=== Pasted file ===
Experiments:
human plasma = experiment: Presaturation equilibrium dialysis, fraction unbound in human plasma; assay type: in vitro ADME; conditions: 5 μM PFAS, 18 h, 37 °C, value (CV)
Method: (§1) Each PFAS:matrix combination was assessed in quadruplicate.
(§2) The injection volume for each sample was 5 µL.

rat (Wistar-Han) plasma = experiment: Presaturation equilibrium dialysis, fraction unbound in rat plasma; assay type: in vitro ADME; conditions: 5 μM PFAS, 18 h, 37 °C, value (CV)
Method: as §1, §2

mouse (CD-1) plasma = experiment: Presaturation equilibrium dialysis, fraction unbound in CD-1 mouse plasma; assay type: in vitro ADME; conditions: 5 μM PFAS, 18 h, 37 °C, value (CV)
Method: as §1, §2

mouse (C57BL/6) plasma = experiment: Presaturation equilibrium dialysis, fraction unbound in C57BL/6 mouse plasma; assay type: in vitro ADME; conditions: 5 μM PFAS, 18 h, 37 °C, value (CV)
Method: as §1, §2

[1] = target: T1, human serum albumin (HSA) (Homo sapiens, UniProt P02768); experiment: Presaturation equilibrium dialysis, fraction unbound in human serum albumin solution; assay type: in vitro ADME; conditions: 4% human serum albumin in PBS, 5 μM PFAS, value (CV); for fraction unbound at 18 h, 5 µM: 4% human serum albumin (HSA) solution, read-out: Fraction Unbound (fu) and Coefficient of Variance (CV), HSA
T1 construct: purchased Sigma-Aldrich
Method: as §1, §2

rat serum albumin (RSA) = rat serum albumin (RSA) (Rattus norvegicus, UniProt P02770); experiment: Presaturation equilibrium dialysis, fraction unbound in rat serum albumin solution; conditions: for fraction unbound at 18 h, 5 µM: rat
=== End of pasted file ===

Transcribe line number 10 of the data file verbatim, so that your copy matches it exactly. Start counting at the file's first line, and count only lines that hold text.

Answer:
Method: as §1, §2